Four Ways To Be More Productive
Four Ways to Become More Productive
By Mark Wager
Work is busy. The paperwork on your desk is stacked high. As soon as you put the phone down, it rings again and when you eventually get to your emails you see nothing but a screen of unopened messages. So you work harder, you work longer and when you do clear your work and meet your targets, your boss turns around and says thank you and as a reward he gives you even more work! Sounds familiar? You would be better rewarded with less work but no, you are given even more work than you struggled with previously. Each and every year people are expected to do more with less. Time is limited so your level of productivity is the most significant factor. The key is not working harder but working smarter so here are a few tips on how you can be a more productive version of yourself.
🔹Tip One: Energy is more important than time
The most important law of productivity is to focus on energy rather than time. You need to be as productive as possible with what little you have available and that can only be done when you have energy.
When work increases our natural instinct is to increase time available in order to complete the work. This is a short term measure and one that fails long term. There will be times you have to work those extra hours but this should be a rarity because if you are not careful then it can easily become the norm. The longer hours you work, the increasingly diminishing returns you receive and with each passing hour you become less and less effective until you become only a shadow of yourself. This increases the likelihood of making mistakes and poor decisions and we all know what comes with mistakes and that is more work. There's no point in working sixty hours in a tired state if you can produce the same amount of work as you do within forty hours when you are fresh.
The first step in ensuring you have enough energy in order to be effective is to get plenty of sleep. Your workload may be keeping you up at night but don't let it because trust me when I say this, your work will be waiting for you in the morning. Its not going anywhere so you might as well get your sleep. At least this way you have a far greater chance clearing your work the next day.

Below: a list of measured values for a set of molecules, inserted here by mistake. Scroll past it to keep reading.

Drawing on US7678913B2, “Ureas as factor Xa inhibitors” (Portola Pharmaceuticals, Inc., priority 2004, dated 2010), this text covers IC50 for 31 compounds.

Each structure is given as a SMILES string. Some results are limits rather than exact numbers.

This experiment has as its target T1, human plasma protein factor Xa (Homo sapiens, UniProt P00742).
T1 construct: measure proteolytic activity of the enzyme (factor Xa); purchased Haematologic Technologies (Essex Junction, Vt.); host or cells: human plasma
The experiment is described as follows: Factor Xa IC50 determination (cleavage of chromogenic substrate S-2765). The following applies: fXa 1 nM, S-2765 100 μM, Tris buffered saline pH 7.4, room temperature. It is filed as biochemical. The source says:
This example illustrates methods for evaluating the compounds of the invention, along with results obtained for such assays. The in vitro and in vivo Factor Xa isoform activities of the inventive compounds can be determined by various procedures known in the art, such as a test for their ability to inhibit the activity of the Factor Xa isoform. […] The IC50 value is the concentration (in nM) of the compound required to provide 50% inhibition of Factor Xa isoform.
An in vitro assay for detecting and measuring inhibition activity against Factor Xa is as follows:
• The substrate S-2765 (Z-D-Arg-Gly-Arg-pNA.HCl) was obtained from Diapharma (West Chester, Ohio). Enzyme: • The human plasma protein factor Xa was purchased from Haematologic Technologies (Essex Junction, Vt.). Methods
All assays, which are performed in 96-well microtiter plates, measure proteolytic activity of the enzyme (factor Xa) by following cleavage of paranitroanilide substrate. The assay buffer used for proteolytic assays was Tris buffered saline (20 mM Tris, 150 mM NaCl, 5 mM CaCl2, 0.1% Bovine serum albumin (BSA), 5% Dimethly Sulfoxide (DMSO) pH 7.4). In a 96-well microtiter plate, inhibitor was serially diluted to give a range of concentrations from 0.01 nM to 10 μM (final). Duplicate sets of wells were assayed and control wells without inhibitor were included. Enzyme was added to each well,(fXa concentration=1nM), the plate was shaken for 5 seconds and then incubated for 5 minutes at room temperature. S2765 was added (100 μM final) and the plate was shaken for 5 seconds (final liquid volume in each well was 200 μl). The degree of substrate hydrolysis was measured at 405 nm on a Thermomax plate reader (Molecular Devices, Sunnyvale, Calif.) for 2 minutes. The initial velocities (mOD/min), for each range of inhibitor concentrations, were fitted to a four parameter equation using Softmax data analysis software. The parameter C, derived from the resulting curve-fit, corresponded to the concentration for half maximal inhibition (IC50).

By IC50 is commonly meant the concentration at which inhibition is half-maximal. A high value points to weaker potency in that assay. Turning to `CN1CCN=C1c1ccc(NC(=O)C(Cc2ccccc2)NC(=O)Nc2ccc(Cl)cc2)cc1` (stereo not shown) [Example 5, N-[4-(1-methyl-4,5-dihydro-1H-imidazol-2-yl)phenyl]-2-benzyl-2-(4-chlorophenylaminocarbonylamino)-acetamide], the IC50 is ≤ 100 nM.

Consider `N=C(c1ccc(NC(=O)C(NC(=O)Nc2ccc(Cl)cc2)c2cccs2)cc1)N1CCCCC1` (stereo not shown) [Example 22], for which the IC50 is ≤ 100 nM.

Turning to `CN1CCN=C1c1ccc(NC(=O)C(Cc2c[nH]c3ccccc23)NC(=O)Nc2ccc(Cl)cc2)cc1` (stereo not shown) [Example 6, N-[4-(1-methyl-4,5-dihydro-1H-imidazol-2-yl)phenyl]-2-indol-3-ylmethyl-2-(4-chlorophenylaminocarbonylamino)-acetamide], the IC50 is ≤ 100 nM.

🔹Tip Two: Do what's important and not what's easy
With a higher workload comes stress and when people are stressed they feel a loss of control. In order to deal with this situation we instinctively reach for areas of comfort in order to regain control. This can be a mistake because what is most comfortable may not be what is most important. I often coach Managers who are struggling with workload despite working extremely hard. On investigation I find they keep on delaying certain tasks and these delays generate additional work. Each and every time I find the same pattern emerges. They maintain that they just haven't got around to it yet and are very busy. The real reason is that the delayed tasks are the ones they avoid because they don't like doing these.
To get to the top of your workload, never forget which tasks are the most important. List the tasks that have the most significant impact on the future of your business and those that can't wait until tomorrow. These are the tasks you have to prioritise regardless of how uncomfortable or difficult they may be. Remember everything is difficult at first but with time becomes easy.
🔹Tip Three: Avoid interruptions
In my experience, this is far easier for Managers than it is for frontline staff. The higher you go up the corporate ladder the less reactive your job becomes. Studies have shown that when a person is interrupted in the middle of a typical work task they take on average twenty minutes to get back to the same level of effectiveness that they were just before the interruption. The key to productivity is to avoid interruptions both from other people and yourself. If possible, go to another room or area in order to focus solely on your work but beware of the interruptions you create yourself. The best and worst thing about modern technology is that people can be contacted anytime and anywhere by many sources, mobile, email, social media etc. Consider turning off your phone and switching off the internet. The world will still be there when you finish your work.
🔹Tip Four: Control your work and don't allow the work to control you.
One of the saddest sights when coaching is when I see people placing themselves under extreme levels of stress because of their high workload. People may feel that this is the fault of their boss or employer yet the only person who can control this is you. Stress is a reaction and not a stimuli. Your work is a stimuli so is your bosses reaction. The stress you feel is a reaction to these stimuli and it's you that determines your reaction.
Ask yourself this simple question. What is the state of mind that is most likely to help you achieve whatever is in front of you. Is it a stressed state of mind or a calm state of mind? The answer is simple. If you remain calm you will be more productive than if you are stressed so why chose to be otherwise?
When workload is high it can easily feel like it's the most important thing in your life. We easily fall into the trap of allowing our work to determine our value in the world but a job will never replace what value we can add to the world as a person. Work is important but it should never be the most important.
Work hard and work smart and leave work where it belongs, at the workplace.
Image courtesy of Stuart Miles at FreeDigitalPhotos.net
About the Author:
Mark Wager is a key note speaker and an expert in leadership psychology. If you have any questions about leadership you can connect with Mark at Twitter mark_wager or via the enquiry form below.
Posted: Monday 1 February 2016